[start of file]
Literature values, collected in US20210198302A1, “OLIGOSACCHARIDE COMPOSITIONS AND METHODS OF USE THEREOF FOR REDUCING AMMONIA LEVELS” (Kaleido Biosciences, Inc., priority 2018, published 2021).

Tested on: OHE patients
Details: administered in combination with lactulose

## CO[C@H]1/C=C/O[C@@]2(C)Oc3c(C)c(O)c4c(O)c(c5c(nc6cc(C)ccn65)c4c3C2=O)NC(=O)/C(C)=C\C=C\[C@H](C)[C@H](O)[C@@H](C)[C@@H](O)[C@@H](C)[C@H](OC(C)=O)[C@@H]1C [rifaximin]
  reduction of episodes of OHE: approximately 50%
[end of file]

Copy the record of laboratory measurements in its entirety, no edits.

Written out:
Literature values, collected in US20210198302A1, “OLIGOSACCHARIDE COMPOSITIONS AND METHODS OF USE THEREOF FOR REDUCING AMMONIA LEVELS” (Kaleido Biosciences, Inc., priority 2018, published 2021).

Tested on: OHE patients
Details: administered in combination with lactulose

## CO[C@H]1/C=C/O[C@@]2(C)Oc3c(C)c(O)c4c(O)c(c5c(nc6cc(C)ccn65)c4c3C2=O)NC(=O)/C(C)=C\C=C\[C@H](C)[C@H](O)[C@@H](C)[C@@H](O)[C@@H](C)[C@H](OC(C)=O)[C@@H]1C [rifaximin]
  reduction of episodes of OHE: approximately 50%